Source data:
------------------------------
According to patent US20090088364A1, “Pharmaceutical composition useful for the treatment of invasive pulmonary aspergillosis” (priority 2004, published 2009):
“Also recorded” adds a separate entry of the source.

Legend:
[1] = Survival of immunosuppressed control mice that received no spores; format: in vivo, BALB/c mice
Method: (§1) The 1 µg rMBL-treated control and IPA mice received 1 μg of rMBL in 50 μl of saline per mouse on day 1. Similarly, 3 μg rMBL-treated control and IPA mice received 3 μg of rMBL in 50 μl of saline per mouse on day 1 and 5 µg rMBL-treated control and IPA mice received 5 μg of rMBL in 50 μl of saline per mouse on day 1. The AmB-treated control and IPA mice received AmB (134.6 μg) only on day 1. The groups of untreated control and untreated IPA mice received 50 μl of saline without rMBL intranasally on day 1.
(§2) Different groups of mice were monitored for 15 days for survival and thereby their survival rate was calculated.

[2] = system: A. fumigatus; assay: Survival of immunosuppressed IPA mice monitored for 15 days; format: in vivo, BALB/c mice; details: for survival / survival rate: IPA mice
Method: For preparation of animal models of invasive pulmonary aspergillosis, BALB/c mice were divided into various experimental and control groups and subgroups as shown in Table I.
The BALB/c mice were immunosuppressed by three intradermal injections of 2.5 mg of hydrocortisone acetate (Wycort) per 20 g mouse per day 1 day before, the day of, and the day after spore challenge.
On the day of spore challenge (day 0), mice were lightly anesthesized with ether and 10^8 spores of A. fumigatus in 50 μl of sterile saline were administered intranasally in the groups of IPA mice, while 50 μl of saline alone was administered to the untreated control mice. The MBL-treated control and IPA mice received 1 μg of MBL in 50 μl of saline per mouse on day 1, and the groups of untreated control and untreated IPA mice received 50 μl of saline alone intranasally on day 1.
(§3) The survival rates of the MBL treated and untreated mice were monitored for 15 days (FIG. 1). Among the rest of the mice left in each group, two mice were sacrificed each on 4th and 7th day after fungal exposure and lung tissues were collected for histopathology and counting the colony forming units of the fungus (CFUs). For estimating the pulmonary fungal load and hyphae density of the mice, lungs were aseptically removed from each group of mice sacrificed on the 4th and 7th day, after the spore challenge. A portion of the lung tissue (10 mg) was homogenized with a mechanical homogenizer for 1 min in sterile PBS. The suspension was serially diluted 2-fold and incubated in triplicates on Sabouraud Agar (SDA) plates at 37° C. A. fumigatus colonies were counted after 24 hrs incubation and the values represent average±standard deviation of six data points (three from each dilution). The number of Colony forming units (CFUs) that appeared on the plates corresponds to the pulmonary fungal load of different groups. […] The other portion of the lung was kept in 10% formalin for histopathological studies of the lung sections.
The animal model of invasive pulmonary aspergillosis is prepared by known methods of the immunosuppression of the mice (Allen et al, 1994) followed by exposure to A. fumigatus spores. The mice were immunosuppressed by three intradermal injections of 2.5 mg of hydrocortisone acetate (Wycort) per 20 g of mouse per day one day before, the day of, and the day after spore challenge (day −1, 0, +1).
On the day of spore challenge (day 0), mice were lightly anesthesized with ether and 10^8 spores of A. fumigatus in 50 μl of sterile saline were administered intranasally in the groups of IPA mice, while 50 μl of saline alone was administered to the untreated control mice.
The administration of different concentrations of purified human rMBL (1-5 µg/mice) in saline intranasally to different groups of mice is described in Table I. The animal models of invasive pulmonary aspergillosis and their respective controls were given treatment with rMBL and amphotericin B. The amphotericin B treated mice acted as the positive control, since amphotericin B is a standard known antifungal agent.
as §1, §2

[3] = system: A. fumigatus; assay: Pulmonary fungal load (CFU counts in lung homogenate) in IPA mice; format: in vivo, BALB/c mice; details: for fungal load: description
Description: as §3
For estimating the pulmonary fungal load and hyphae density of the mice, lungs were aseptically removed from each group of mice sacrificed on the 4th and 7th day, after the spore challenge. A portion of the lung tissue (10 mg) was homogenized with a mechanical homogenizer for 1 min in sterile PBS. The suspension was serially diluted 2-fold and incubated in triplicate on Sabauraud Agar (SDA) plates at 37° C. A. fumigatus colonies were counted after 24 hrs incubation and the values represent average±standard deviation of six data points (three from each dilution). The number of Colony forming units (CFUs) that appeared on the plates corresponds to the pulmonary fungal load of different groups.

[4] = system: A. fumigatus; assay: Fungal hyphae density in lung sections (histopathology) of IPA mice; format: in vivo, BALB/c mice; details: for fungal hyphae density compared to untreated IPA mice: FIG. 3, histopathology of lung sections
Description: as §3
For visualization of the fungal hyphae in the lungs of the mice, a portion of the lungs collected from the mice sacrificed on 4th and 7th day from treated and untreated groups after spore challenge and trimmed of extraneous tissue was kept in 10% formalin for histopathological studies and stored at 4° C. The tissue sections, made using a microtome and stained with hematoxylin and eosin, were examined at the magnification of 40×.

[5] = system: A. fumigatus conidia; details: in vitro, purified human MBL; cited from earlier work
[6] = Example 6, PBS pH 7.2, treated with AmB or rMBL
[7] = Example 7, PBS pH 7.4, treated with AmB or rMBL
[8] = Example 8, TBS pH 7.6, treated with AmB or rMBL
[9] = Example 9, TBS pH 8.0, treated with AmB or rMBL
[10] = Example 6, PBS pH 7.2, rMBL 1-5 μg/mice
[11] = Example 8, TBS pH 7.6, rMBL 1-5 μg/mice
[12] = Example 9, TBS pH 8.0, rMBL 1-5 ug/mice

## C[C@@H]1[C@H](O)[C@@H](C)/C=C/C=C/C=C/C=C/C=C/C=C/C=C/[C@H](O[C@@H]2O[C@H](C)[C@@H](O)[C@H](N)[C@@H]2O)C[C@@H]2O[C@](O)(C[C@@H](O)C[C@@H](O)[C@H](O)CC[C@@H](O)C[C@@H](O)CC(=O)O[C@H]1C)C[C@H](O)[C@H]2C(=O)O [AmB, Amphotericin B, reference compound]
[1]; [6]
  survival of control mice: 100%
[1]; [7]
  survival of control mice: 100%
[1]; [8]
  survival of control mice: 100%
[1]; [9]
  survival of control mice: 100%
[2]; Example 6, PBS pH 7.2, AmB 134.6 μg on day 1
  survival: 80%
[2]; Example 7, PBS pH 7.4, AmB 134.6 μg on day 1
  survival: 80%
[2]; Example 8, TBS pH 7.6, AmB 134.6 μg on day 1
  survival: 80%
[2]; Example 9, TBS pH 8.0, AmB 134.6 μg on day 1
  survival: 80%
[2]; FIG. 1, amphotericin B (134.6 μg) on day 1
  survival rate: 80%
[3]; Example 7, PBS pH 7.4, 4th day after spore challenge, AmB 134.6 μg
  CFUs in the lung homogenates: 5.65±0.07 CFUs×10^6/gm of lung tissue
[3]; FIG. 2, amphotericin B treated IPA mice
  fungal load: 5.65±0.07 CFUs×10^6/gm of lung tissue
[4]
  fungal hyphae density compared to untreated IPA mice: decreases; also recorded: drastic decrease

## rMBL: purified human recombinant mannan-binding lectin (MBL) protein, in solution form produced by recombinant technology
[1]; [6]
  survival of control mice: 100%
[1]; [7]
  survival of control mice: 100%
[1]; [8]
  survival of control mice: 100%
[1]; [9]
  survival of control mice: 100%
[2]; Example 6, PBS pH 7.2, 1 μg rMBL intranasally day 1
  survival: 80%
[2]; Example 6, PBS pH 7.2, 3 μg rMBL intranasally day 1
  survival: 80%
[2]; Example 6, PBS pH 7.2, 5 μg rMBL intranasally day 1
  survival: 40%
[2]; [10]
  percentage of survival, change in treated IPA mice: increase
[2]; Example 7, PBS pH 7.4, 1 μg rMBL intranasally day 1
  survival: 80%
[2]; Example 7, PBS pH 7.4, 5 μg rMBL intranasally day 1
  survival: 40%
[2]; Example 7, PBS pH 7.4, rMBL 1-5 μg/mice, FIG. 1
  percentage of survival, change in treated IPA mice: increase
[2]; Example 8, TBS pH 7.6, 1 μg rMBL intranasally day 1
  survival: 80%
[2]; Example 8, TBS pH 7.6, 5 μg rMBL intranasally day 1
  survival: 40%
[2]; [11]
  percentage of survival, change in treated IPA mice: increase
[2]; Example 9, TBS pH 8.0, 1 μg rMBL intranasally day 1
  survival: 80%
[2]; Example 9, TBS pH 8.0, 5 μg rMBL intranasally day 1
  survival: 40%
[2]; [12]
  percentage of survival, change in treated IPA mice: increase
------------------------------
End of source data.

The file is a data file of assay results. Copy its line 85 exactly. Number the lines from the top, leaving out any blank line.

  survival: 80%